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High Pressure Processing

Backgound

High Pressure Processing (HPP) is a technology that delivers hydraulic pressures in excess of 6,000 atmospheres to food products immersed in a liquid medium. The technology was first used in the food industry to prolong shelf life of food products by inactivating food-borne pathogens. It is widely used in the USA to preserve guacamole, by inactivating spoilage organisms such as Listeria monocytogenes, to preserve and shuck oysters and as a non-thermal "pasteurisation" of orange juice. HPP is also used in the USA in meat products to extend shelf life. It has given rise to a range of "sandwich ready" sliced meat products with refrigerated shelf lives of up to 100 days.

There are three main specialist HPP companies in the world (accounting for about 90% of the installed HPP systems in the world) as follows:

While HPP is a currently available 'off the shelf' technology that can be used to develop shelf stable, new meat based products that have not as yet been available in Australia (although readily available overseas). Hence MLA completed a series of research initiatives that explored the mechanism of HPP upon meat fibres/structure regarding tenderness and shelf life extension for red meat.

Research and related activities

After some early work on HPP (project PRMS.033A in 2003), the Australian red meat industry was reintroduced to High Pressure Processing (HPP) at a workshop, held in November 2009, run by MLA and hosted by CSIRO at Werribee. The workshop was designed to introduce the technology, products and manufacturers to the industry and to demonstrate benefits and value adding opportunities for red meat. These workshops were funded under projects A.MPT.0025 and A.MPT.0039.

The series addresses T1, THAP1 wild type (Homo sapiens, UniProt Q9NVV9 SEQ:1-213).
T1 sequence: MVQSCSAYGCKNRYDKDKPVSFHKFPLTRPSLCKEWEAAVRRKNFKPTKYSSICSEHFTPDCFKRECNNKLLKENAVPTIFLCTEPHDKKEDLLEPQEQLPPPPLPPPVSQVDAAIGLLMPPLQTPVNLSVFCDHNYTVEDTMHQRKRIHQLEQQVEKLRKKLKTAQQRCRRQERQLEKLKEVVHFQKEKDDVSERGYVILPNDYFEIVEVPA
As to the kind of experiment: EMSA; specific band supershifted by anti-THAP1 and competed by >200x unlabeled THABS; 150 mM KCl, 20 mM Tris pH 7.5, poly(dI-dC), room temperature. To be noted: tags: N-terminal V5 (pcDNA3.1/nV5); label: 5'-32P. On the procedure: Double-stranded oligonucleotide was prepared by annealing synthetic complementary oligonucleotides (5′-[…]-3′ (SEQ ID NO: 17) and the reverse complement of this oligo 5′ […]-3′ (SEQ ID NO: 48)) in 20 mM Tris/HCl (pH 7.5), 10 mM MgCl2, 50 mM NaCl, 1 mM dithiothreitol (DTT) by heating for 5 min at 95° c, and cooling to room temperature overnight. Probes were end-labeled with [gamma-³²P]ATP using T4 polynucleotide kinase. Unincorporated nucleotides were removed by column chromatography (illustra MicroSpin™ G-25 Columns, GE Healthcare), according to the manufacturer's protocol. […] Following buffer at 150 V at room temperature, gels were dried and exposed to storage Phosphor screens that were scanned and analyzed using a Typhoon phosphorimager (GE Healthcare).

A further "Red meat under pressure" workshop was hosted by CSIRO and MLA on 27th November 2014 at CSIRO’s Food Innovation Centre in Werribee, Victoria under project A.RMH.0024.

Project work conducted with funding from MLA under projects A.MPT.0013, A.MPT.0032 and A.MPT.0041 investigated whether tender meat can be achieved from muscles which are normally low value, through the application of high pressure processing (HPP), combined with heat. This work was conducted using the small scale equipment at CFNS-Coopers Plains, using small pieces of meat, and texture assessed by objective measurements (Warner-Bratzler, WB) as well as the large scale (35L) equipment at Werribee. In addition, these trials were co-ordinated to provide rapid progress and results to assist in answering a number of  questions.

  • Determine if pressure alone can achieve tenderisation in low and high collagen cuts (tri- tip, topside, tenderloin, brisket)
  • Determine if tenderisation can be achieved using low pressures and high temperatures using CSIRO’s Werribee HPP facility
  • Determine the impact on tenderness, if any, of pre-freezing samples (-20°C)
  • Determine the impact of brine and HPP on texture of HPP-treated product

Outcomes

From the literature the greatest limitations for the application of HHP technology for meat texture enhancement have been capital equipment cost and need for its application to hot-boned (prerigor) meat for consistent benefit. An additional problem is that current batch sizes are a restriction for operations with high line speeds.  MLA has recommended the formation of an alliance with one or more of the equipment manufacturers to assist them address the needs of the Australian Red Meat Industry.  Additionally MLA is discussing the development of HPP products using business models that encourage a focus on local toll processing to defray the high HPP capital costs.  

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181.2KB 01/06/2010
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883.7KB 09/02/2016

This page was last updated on 24/07/2017

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